No, I’m not over the election … and I won’t be anytime soon…. (More)

President-elect Trump has demanded that President Obama stop the protests of the election, and President Obama said no way:

“I’ve been the subject of protests during the course of my eight years,” he said. “And I suspect that there’s not a president in our history that hasn’t been subject to these protests.”

Good. Because I’m not ‘over it’ … and I won’t be getting over it anytime soon.

Paul Waldman explains both the policy and the politics of opposing President Trump:

If that’s true and Democrats can’t extract major substantive concessions [and Waldman explained why Democrats probably can’t], do they get political benefit from joining Republicans on this bill? That brings us to what Republicans did eight years ago. You may remember that literally on the day Barack Obama was inaugurated, Republican leaders got together for dinner and decided on a strategy of total opposition: Don’t work with him on anything, fight to make every initiative fail, and generally make his life miserable in the hope they could take back Congress and keep him from winning reelection. Though Obama got reelected, otherwise the strategy was a tremendous success.

It grew from some critical insights Mitch McConnell in particular had about the way the public interprets what goes on in Washington, beginning with the understanding that the overwhelming majority of voters have only a superficial sense of what’s going on and only pay attention sporadically. That means that things that might seem important in the capital – like whether you got condemned by the Times and the Post editorial pages this morning for some act of obstruction – have very little practical impact, and you can endure the criticism if you’re getting something you want. In fact, obstruction is generally something you’re unlikely to pay a price for, because most voters will decide that “Washington” isn’t working, and put blame on the party that holds the White House, even if the fact that it isn’t working is completely the other party’s fault.
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It’s important that Democrats keep reminding the American public, every day for the next four years, of who’s sitting in the White House and what that means. Trump ran one of most vile presidential campaigns in American history, one based on racial and religious hatred, resentment and fear. He sought to normalize toxic misogyny. He celebrated violence. He mainstreamed white supremacy. His election has spurred a wave of racist intimidation and hate crimes, as bigots across the country have become emboldened by his victory to act out their most despicable impulses. He’s a demagogue and a dangerous fool, and while Democrats aren’t going to question the legitimacy of his presidency the way Republicans did with Obama, he shouldn’t ever be treated like an ordinary president with whom Democrats just have some substantive disagreements.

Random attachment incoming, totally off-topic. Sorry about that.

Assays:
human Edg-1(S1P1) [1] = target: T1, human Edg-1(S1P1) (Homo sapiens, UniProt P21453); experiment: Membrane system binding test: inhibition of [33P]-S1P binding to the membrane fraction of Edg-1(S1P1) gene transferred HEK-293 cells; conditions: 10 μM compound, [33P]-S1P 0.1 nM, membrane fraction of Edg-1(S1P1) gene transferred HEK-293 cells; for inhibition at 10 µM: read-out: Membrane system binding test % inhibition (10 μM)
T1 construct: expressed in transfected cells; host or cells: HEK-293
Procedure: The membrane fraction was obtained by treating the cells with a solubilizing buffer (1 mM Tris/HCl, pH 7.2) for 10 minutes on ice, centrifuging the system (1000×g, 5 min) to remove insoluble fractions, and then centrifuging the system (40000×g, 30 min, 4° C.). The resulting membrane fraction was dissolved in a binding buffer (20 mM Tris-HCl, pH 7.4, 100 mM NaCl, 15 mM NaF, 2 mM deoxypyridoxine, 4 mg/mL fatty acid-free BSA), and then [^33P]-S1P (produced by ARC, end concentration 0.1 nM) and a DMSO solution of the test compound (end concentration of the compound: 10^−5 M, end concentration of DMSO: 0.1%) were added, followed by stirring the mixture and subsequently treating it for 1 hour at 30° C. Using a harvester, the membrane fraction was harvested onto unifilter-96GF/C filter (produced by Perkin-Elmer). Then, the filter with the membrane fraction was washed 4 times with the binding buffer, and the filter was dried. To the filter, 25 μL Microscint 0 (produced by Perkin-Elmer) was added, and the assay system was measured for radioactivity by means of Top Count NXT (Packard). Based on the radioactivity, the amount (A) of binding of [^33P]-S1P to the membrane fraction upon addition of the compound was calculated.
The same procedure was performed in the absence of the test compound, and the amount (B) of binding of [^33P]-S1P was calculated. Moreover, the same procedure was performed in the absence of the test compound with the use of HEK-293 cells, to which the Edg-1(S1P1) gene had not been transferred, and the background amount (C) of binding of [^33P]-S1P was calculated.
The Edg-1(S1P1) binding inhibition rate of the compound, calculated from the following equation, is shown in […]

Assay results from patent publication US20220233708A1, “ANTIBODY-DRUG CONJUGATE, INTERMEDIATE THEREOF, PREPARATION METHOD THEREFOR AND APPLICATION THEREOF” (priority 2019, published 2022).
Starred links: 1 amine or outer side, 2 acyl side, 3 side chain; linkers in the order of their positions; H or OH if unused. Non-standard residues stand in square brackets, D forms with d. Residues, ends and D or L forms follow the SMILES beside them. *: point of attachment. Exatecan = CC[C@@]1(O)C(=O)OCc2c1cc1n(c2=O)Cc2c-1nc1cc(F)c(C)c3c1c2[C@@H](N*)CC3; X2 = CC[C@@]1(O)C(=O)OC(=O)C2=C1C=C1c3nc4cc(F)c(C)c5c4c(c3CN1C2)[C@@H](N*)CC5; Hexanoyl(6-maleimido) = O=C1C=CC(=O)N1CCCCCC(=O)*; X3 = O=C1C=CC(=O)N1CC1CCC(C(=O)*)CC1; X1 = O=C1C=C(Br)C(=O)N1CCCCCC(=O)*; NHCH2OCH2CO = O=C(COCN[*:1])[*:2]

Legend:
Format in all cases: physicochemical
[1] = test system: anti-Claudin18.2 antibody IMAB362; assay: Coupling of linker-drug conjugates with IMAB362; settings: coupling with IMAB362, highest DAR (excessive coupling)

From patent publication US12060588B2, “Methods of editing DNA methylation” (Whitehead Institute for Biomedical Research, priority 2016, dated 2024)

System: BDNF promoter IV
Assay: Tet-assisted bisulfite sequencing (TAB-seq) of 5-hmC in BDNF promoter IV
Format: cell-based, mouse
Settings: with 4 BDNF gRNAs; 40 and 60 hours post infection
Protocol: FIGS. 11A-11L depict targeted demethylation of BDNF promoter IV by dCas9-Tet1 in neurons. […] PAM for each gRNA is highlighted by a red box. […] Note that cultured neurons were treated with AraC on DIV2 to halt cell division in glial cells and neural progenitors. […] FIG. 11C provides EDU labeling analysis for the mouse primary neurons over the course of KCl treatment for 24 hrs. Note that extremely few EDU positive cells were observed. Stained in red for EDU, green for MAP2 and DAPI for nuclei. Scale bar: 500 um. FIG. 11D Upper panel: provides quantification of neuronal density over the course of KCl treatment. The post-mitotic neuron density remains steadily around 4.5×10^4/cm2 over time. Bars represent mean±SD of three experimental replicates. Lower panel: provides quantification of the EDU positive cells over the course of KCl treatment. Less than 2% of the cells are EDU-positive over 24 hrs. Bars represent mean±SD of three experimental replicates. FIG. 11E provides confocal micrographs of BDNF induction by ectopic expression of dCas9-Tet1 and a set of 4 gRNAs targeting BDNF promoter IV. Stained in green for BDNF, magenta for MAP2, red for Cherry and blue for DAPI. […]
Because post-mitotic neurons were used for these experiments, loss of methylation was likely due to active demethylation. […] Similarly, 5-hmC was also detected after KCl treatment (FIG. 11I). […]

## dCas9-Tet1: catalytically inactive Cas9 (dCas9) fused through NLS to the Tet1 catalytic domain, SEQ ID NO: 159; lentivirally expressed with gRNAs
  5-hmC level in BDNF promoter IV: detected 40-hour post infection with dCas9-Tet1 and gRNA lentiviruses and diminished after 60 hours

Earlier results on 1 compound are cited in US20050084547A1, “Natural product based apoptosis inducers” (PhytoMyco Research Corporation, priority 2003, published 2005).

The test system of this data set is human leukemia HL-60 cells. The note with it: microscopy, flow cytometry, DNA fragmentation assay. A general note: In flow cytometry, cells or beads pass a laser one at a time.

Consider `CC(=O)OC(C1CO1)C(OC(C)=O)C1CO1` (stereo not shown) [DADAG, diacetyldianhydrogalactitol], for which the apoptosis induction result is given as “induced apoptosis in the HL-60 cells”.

Speaking of mainstreaming white supremacy, CBS is reporting that President-elect Trump will nominate Sen. Jeff Sessions (R-AL) for Attorney General. Yes, the same Sen. Jeff Sessions who was deemed too racist to be a federal judge, and said civil rights groups were “un-American.” So, white male pundits, please stop yammering on about how Candidate Trump wasn’t ‘really’ racist and his almost-all-white, mostly-male, mostly-above-median-income voters were merely expressing their ‘economic distress.’

As for the Give Trump A Chance crowd … most of them are conservatives who spent the last eight years refusing to Give Obama A Chance.

So no, I won’t pretend your guy is not a racist, sexist, authoritarian who expects the entire nation – indeed the entire world, except apparently Vladimir Putin – to kneel at his feet. I won’t pretend his lies are true, such as his claim that he already stopped a Ford factory from closing when in fact Ford never planned to close that factory. And I won’t pretend your ‘economic distress’ is anything other than white men resenting that women and people of color refuse to settle for your leftovers.

President-elect Trump and his voters will have to earn my respect, and they won’t earn it by telling me to “suck it up, buttercup.” White male privilege cuts no ice with me, and I won’t ‘get over it’ just because white men think they’re entitled to obeisance.

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Image Credit: Peacemonger.org

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Good day and good nuts